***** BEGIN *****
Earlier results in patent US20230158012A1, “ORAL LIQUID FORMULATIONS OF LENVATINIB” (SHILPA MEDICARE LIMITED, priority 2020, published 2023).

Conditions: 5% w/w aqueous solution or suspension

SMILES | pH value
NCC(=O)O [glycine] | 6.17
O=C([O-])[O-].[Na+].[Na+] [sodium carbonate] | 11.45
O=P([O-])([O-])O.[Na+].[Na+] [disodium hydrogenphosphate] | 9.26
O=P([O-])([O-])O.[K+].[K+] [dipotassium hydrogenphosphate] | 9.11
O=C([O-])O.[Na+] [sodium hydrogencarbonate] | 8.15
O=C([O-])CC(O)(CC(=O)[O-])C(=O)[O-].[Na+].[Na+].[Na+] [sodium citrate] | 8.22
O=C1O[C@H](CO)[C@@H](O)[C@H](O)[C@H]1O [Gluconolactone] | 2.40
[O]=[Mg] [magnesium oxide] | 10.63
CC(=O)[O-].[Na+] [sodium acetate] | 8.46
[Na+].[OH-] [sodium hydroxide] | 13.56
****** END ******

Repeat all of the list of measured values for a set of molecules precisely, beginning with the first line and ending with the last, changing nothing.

Earlier results in patent US20230158012A1, “ORAL LIQUID FORMULATIONS OF LENVATINIB” (SHILPA MEDICARE LIMITED, priority 2020, published 2023).

Conditions: 5% w/w aqueous solution or suspension

SMILES | pH value
NCC(=O)O [glycine] | 6.17
O=C([O-])[O-].[Na+].[Na+] [sodium carbonate] | 11.45
O=P([O-])([O-])O.[Na+].[Na+] [disodium hydrogenphosphate] | 9.26
O=P([O-])([O-])O.[K+].[K+] [dipotassium hydrogenphosphate] | 9.11
O=C([O-])O.[Na+] [sodium hydrogencarbonate] | 8.15
O=C([O-])CC(O)(CC(=O)[O-])C(=O)[O-].[Na+].[Na+].[Na+] [sodium citrate] | 8.22
O=C1O[C@H](CO)[C@@H](O)[C@H](O)[C@H]1O [Gluconolactone] | 2.40
[O]=[Mg] [magnesium oxide] | 10.63
CC(=O)[O-].[Na+] [sodium acetate] | 8.46
[Na+].[OH-] [sodium hydroxide] | 13.56